In the current Custom Made Theatre production of Man of La Mancha staged within the company’s intimate setting where audience members sit just a few feet from the cast, “The Impossible Dream” receives as near-perfect interpretation as I personally have ever heard.  The might of the song’s words, the clarity of its message, the emotional truths gleaned for our current difficult times become stronger and stronger with each subsequent reprise.  The successful delivery of that one iconic song is just one example among many why Custom Made’s funny, touching, and impactful production of Man of La Mancha is not to be missed -- no matter how many times in the past one has seen this universally loved, oft-revived musical on much larger stages.

That Director Brian Katz’s vision for Custom Made’s production of Man of La Mancha is one of immediacy, spontaneity, and engagement becomes apparent even before a word is spoken.  Shuffling prisoners is a spartan, dungeon-like setting (designed by Daniel Bilodeau) take the cue from one person’s thumping hand and begin one-by-one to join, using the floor, boxes, bodies, and sticks as their instruments.   Together, they orchestrate an increasingly complicated, drumming/clapping melody that grows steadily in intensity and volume and one that illustrates their desperation, their defiance, and yet their determination. 

It is into that sullen but sizzling setting that playwright, actor, and tax collector Cervantes enters with his manservant, brought there (as were all the other dejected around him) as part of an ongoing, church-state-led inquisition – his crime being to foreclose a monastery for not paying its taxes.  When his fellow prisoners charge him as “an idealist, a bad poet, and an honest man” and threaten to put him on trial, Cervantes asks to speak on his own defense and do so as a “charade.”  Receiving permission from a sympathetic prisoner others call “The Governor,” Cervantes begins a transformation into a wandering knight-errant named Don Quixote, adding bushy eyebrows, scruffy beard, and hilarious but effective costume pieces (designed by Lindsay Eifert) befitting a traveling actor doing best with makeshift items from the trunk he has brought with him to this cell.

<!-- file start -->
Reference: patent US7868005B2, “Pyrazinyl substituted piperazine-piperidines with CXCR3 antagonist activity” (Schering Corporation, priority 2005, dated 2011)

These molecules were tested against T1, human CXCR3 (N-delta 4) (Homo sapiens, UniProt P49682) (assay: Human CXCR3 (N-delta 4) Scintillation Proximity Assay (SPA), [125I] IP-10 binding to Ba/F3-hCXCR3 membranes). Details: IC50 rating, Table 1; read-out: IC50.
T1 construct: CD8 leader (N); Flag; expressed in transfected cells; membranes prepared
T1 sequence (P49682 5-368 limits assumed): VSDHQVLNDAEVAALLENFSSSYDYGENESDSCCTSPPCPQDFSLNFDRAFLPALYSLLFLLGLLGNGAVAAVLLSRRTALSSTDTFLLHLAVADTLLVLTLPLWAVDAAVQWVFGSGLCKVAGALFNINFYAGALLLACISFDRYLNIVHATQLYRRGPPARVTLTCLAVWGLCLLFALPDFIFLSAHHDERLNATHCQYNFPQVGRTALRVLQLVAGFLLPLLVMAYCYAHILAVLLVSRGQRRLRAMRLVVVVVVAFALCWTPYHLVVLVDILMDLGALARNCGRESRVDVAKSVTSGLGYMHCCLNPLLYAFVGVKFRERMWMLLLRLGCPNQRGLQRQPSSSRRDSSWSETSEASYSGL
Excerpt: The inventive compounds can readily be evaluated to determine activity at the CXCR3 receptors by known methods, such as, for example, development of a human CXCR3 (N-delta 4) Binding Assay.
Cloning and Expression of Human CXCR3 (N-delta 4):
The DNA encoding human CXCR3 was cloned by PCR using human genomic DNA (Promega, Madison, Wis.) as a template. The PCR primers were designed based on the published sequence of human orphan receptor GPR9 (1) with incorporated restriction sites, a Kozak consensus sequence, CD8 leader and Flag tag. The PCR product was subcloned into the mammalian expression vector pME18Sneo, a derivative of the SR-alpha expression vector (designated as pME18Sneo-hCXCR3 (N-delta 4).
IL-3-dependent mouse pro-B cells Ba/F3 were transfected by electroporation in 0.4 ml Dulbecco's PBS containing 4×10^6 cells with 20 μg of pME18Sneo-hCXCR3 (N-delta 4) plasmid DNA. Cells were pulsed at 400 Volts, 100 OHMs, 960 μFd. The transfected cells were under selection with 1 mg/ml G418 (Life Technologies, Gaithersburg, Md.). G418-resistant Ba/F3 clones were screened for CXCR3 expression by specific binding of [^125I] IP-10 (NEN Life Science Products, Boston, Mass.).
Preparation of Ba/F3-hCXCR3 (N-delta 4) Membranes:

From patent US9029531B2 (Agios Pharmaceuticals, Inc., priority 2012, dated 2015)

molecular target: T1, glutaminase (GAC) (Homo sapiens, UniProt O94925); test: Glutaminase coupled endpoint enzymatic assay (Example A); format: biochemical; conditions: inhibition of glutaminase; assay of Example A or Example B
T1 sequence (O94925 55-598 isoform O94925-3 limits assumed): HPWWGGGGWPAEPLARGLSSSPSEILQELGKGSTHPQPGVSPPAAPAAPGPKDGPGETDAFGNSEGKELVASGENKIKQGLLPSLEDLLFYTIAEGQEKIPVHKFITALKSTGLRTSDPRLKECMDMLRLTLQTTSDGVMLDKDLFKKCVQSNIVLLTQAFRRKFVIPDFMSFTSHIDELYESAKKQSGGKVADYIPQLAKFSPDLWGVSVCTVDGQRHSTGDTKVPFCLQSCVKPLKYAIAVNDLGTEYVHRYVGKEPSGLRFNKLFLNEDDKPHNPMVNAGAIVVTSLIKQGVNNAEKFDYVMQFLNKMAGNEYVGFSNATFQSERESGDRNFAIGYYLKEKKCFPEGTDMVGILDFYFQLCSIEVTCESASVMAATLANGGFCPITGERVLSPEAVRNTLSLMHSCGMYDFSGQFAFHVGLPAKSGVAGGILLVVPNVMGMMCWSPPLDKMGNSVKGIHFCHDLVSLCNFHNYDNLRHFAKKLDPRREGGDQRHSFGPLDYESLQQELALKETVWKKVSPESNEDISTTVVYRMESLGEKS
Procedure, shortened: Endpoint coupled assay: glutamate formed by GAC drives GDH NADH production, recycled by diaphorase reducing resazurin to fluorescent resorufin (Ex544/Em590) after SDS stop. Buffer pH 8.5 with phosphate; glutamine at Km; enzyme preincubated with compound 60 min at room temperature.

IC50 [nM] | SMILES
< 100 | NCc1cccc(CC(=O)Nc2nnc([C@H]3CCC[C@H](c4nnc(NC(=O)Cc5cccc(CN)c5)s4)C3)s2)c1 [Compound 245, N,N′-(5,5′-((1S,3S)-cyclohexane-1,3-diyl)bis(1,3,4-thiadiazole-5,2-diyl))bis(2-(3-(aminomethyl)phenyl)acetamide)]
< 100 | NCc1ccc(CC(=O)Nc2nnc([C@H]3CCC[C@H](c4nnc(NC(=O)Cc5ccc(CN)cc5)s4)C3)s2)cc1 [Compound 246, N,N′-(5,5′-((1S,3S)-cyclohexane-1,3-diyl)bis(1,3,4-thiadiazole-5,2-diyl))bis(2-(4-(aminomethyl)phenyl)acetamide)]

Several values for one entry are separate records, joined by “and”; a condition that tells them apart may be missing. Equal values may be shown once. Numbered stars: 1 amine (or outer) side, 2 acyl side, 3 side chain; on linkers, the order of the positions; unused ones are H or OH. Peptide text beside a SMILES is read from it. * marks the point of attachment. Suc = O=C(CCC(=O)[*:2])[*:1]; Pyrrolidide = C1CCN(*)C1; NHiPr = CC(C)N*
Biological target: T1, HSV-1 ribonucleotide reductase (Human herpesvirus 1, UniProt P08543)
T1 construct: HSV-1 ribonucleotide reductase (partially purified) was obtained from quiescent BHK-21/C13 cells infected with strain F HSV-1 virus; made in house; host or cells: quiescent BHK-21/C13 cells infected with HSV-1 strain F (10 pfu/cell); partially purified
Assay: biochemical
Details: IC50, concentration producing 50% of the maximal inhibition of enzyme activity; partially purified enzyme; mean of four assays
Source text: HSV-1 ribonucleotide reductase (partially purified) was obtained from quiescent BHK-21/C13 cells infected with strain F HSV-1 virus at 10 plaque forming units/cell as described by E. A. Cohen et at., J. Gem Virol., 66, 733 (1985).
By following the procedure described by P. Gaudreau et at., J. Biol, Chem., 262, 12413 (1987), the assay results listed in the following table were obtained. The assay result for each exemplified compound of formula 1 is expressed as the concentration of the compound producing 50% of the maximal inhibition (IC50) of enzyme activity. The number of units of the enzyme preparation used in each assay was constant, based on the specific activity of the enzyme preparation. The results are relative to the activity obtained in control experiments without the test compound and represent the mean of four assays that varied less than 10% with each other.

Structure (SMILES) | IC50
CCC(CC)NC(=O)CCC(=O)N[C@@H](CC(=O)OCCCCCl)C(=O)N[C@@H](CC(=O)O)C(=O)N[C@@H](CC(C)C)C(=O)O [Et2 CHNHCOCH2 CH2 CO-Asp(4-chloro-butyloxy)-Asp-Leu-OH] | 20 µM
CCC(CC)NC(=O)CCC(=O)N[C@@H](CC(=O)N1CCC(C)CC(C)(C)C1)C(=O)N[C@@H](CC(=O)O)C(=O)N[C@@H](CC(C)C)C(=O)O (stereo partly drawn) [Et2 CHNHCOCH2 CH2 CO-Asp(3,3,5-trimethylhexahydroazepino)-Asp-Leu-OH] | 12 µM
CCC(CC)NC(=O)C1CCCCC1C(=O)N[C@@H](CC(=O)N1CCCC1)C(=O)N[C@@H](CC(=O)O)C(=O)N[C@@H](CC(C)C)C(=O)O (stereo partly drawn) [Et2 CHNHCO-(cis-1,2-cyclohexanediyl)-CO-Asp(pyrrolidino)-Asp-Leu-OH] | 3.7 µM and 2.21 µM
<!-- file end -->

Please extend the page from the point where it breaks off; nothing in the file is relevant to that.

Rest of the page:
And thus begins a play within a play as the prisoners join as actors in this charade trial.  Cervantes directs them as they enact a tale about an old man and country squire named Alonso Quijana, who through all his reading so many books about man’s injustices to others, has convinced himself that he must become a knight and “sally forth to right all.”

Dave Leon, Edward Hightower & Maurico Suarez
As soon as Edward Hightower goes from Cervantes to Don Quixote while singing “Man of La Mancha (I, Don Quixote),” his trumpeting voice, radiant face, and fearless demeanor convince us that this is a knight on a mission we all want to believe in, no matter the obvious charade and ridiculousness of it all.  That he soon fights an ogre that is actually a windmill (directed and acted with both hilarity and pathos) only endears him more to the audiences of both plays in progress – us and the prisoners who now find themselves playing various parts within a wretched, roadside inn.  The more we get into the tale, the more Edward Hightower becomes a Don Quixote whose undaunted optimism, fool-hearty bravery, and incredible naiveté are only matched by his ability to deliver in a wonderful, convincing voice immediately recognizable tunes like “Dulcinea” and of course “The Impossible Dream” (the latter, stunningly performed by Mr. Hightower as the second act opens).

Anthony Aranda, Rachel Richman, Edward Hightower & Dave Leon
Every Don Quixote is only as successful as his loyal sidekick, Sancho Panza, is, too.  Dave Leon has the looks (short, somewhat round, and eyes as wide as half-dollar coins), the demeanor (respectfully blind to and denying of his master’s insanity), and the movements (something between a goofy waddle and a overly confident swagger) to pull off a picture-perfect Sancho.  And when he delivers songs such as “The Missive,” “I Really Like Him,” and “A Little Gossip,” his combination of angelic little-boy and impish Puck approaches along with a voice not afraid to belt when needed seals the deal:  This is the Sancho Panza with whom any Don Quixote would go into battle.

Joining the two principals of the story is an entire ensemble of well-cast members, many of whom not only play one or more roles but who also play a variety of instruments from Spanish guitar and flute to viola, melodica, and euphonium (the last being Sancho’s big brass way of announcing in a few notes his knight’s entrance or in hilariously giving himself a starting key for his next song).  Mark Dietrich magnificently directs the music of this orchestra of sorts in a way that fits so well their rag-tailed nature.

Rachel Richman